Angolmois: Record of Mongol Invasion (アンゴルモア 元寇合戦記) is the anime adaptation of the seinen, historical manga series written by Nanahiko Takagi. It is being produced by studio NAZ and directed by Takayuki Kuriyama. This is one of my most-anticipated anime serials for the season because everything about it sounded so wonderfully amazing. Upon finishing the first episode, I feel the series has potential to become one of the greatest historical adaptations in anime to date.
Angolmois: Record of Mongol Invasion revolves around a small group of criminals who end up washing ashore on Tsushima island after surviving a typhoon in the middle of the ocean. Upon arriving, they learn that they were being brought to the island to fight against the rumoured Mongol invasion in exchange for the death sentences that they were going to face. Feeling they have little choice in the matter, they decide to stick around and help out. The anime itself is about the first Mongol invasion into Japan during the Kamakura Era of Japanese history (specifically in the year 1274), as well as the origination of the samurai sword-fighting styles.
I would like to mention right off the bat that the Mongols fascinate me to no avail. Their military tactics and battle finesse is absolutely brilliant, not to mention their way of life and cultural practises. They were a sensationally powerful force to be reckoned with, for a good reason, and their successes at conquering such vast chunks of land is legendary. Their invasion of Japan during the Kamakura Era is something that I really enjoyed studying for many reasons. To finally be able to see it portrayed in anime is a bit of a dream come true.
My entry into the pilot was done so with great hesitation because I really didn’t want to be disappointed, however, by the time I finished, I was so beyond ready for the next episode. This anime, if developed well with portrayal and storytelling, is going to be a hit!
Due to the time period that the show takes place in, the producers have gone to great lengths to create a fully historical ambiance that engages the watcher completely. I saw this mostly in the animation style and technique and was one of the first details that caught my eye while I was watching. There is a distressed overlay in the cinematography, a bit akin to lightly wrinkled paper, that when combined with the sepia-style colours and muted tones, creates that sort of historical and medieval aesthetic that it was shooting for. It puts into perspective that we are watching a story about something that is very fucking old. Not only that, but it also helps to capture the traditional Japanese cultural atmosphere of the time period as well. The design and drawings utilise thick black lines with lots of sharp and crisp details, making the characters really stand out. This is an indication that while the story is about a historical battle, the girth of it will be character focused.
We learn the bare essentials about the main cast of characters and a couple of the minor ones; enough to whet the appetite, but not too much to where the mystery completely evaporates. The subtle references to prominent historical figures also helps to craft some authenticity and intrigue, which works to hook the interest of history buffs, like me. I do like that there is one character who seems like he is mostly there to be big and intimidating, as well as to provide an air of comic relief. His jests are super limited and never out of place, and also a bit crude (I love crude humour, so woot). My feeling is that he will inevitably become a favourite of mine later down the road.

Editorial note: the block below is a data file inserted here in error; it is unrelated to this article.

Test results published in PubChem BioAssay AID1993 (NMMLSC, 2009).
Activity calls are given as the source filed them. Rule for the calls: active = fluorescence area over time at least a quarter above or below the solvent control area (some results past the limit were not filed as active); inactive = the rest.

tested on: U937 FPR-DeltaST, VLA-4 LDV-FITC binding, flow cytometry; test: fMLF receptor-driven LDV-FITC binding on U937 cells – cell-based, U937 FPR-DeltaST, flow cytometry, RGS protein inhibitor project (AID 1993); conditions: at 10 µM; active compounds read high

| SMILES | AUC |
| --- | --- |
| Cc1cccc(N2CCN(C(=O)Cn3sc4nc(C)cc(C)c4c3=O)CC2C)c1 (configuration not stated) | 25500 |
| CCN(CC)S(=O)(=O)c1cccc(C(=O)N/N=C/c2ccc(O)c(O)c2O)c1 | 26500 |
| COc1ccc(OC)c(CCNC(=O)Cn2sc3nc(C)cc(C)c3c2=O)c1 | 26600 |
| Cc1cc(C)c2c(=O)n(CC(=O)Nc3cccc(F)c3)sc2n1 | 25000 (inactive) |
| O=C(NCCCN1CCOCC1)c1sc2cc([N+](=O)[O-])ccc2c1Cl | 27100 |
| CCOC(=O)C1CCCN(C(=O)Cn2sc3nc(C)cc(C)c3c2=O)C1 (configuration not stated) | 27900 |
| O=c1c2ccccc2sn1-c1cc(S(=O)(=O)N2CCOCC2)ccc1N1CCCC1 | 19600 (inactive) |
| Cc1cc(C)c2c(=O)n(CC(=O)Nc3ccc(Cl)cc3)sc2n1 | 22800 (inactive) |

The action is breath-takingly smooth and highly engaging. It uses some 3D enhancements, but it never detracts from that old-style vibe that it has going on. You honestly cannot even notice the use of 3D enhancements too much, unless you are really trying to find it. The action does come with bloodshed, as is expected from a narrative about war, but nothing too gory has been disclosed quite yet. I suspect (wish) that may come in later episodes. The non-stop action also makes everything superbly fast-paced. I was never, ever bored while watching the pilot and found myself wholly saddened when the end credits began to roll.
If I could think of any shortcomings for this introduction, I would have to mention my concerns for authenticity in terms of how the Mongols are portrayed. In many, many mediums, Mongols are almost never portrayed correctly, and it always frustrates me. If more care and attention is given to a genuine incorporation of their strategies, lifestyles, etc., I feel it would just make the stories involving them so much better. Angolmois has all of the fixings to be pretty close to perfect, and may actually nail it if they can get this one bit down. I’m also going to hope that the story doesn’t begin to include unnecessary plot enhancements, like the use of supernatural facets, or the like. That will kill the quality very quickly.
All in all, Angolmois: Record of Mongol Invasion is probably one of the few serials I’ve seen in the last week or so to have an almost perfect first episode, and I cannot wait to see how the season will unfold.
You can watch Angolmois: Record of Mongol Invasion on Wednesday mornings over at CrunchyRoll.